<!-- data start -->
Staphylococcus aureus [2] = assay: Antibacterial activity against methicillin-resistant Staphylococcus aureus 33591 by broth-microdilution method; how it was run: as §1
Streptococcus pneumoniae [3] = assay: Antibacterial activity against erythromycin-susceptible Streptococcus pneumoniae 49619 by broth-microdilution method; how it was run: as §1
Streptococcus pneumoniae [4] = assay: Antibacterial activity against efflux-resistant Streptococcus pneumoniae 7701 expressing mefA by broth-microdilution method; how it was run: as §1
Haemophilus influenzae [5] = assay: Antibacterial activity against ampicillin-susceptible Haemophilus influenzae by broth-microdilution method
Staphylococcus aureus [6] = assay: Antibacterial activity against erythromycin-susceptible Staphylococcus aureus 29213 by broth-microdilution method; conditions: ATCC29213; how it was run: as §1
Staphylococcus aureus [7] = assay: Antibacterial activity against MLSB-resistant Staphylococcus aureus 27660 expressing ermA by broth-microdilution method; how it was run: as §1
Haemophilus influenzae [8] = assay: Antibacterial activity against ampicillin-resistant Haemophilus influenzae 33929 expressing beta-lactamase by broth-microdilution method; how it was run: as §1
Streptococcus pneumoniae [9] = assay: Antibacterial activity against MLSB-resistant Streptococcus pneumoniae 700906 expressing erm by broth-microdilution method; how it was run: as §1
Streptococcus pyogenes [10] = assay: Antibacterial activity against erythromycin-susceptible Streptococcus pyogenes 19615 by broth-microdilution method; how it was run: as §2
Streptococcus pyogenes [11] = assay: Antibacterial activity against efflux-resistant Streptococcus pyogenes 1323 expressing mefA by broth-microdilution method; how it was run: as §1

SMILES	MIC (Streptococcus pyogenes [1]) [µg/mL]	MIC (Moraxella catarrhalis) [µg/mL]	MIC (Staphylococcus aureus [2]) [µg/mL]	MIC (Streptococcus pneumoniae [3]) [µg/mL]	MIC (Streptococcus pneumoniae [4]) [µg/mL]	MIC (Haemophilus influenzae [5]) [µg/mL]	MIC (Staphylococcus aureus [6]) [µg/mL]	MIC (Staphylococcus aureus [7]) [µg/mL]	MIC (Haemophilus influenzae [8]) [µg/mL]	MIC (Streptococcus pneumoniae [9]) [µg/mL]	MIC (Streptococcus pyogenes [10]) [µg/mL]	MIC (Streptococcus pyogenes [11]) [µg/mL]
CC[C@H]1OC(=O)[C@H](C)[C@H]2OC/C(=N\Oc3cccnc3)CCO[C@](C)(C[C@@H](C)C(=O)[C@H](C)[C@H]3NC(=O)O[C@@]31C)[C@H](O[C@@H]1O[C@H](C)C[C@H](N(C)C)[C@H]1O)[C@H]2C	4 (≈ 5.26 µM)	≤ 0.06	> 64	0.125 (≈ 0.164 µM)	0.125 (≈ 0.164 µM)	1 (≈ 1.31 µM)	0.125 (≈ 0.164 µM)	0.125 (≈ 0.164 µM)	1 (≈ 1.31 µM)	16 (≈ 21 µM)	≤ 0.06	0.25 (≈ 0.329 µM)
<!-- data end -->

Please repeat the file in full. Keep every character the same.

Staphylococcus aureus [2] = assay: Antibacterial activity against methicillin-resistant Staphylococcus aureus 33591 by broth-microdilution method; how it was run: as §1
Streptococcus pneumoniae [3] = assay: Antibacterial activity against erythromycin-susceptible Streptococcus pneumoniae 49619 by broth-microdilution method; how it was run: as §1
Streptococcus pneumoniae [4] = assay: Antibacterial activity against efflux-resistant Streptococcus pneumoniae 7701 expressing mefA by broth-microdilution method; how it was run: as §1
Haemophilus influenzae [5] = assay: Antibacterial activity against ampicillin-susceptible Haemophilus influenzae by broth-microdilution method
Staphylococcus aureus [6] = assay: Antibacterial activity against erythromycin-susceptible Staphylococcus aureus 29213 by broth-microdilution method; conditions: ATCC29213; how it was run: as §1
Staphylococcus aureus [7] = assay: Antibacterial activity against MLSB-resistant Staphylococcus aureus 27660 expressing ermA by broth-microdilution method; how it was run: as §1
Haemophilus influenzae [8] = assay: Antibacterial activity against ampicillin-resistant Haemophilus influenzae 33929 expressing beta-lactamase by broth-microdilution method; how it was run: as §1
Streptococcus pneumoniae [9] = assay: Antibacterial activity against MLSB-resistant Streptococcus pneumoniae 700906 expressing erm by broth-microdilution method; how it was run: as §1
Streptococcus pyogenes [10] = assay: Antibacterial activity against erythromycin-susceptible Streptococcus pyogenes 19615 by broth-microdilution method; how it was run: as §2
Streptococcus pyogenes [11] = assay: Antibacterial activity against efflux-resistant Streptococcus pyogenes 1323 expressing mefA by broth-microdilution method; how it was run: as §1

SMILES	MIC (Streptococcus pyogenes [1]) [µg/mL]	MIC (Moraxella catarrhalis) [µg/mL]	MIC (Staphylococcus aureus [2]) [µg/mL]	MIC (Streptococcus pneumoniae [3]) [µg/mL]	MIC (Streptococcus pneumoniae [4]) [µg/mL]	MIC (Haemophilus influenzae [5]) [µg/mL]	MIC (Staphylococcus aureus [6]) [µg/mL]	MIC (Staphylococcus aureus [7]) [µg/mL]	MIC (Haemophilus influenzae [8]) [µg/mL]	MIC (Streptococcus pneumoniae [9]) [µg/mL]	MIC (Streptococcus pyogenes [10]) [µg/mL]	MIC (Streptococcus pyogenes [11]) [µg/mL]
CC[C@H]1OC(=O)[C@H](C)[C@H]2OC/C(=N\Oc3cccnc3)CCO[C@](C)(C[C@@H](C)C(=O)[C@H](C)[C@H]3NC(=O)O[C@@]31C)[C@H](O[C@@H]1O[C@H](C)C[C@H](N(C)C)[C@H]1O)[C@H]2C	4 (≈ 5.26 µM)	≤ 0.06	> 64	0.125 (≈ 0.164 µM)	0.125 (≈ 0.164 µM)	1 (≈ 1.31 µM)	0.125 (≈ 0.164 µM)	0.125 (≈ 0.164 µM)	1 (≈ 1.31 µM)	16 (≈ 21 µM)	≤ 0.06	0.25 (≈ 0.329 µM)